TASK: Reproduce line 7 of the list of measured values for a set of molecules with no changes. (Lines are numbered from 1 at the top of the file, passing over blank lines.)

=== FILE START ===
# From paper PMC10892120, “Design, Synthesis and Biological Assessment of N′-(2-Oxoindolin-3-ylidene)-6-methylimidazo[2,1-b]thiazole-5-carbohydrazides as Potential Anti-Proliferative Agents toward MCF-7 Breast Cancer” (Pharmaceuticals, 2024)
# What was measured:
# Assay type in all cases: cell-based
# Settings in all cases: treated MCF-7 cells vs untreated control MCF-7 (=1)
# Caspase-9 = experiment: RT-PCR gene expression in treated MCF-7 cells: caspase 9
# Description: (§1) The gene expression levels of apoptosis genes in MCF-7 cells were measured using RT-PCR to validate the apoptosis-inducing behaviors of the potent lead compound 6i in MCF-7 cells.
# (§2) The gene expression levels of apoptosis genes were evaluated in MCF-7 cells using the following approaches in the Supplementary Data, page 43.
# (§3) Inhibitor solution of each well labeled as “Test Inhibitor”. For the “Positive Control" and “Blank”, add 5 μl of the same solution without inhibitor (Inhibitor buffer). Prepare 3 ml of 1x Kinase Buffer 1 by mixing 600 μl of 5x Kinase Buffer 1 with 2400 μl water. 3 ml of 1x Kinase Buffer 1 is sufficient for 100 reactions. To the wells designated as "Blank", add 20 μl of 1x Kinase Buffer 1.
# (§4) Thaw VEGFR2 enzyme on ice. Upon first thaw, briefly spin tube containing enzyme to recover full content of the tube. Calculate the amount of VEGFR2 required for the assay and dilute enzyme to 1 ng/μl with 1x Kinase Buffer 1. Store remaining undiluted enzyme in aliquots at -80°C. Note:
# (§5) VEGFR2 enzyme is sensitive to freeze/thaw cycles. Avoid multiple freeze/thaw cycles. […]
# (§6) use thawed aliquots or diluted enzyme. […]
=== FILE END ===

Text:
# (§2) The gene expression levels of apoptosis genes were evaluated in MCF-7 cells using the following approaches in the Supplementary Data, page 43.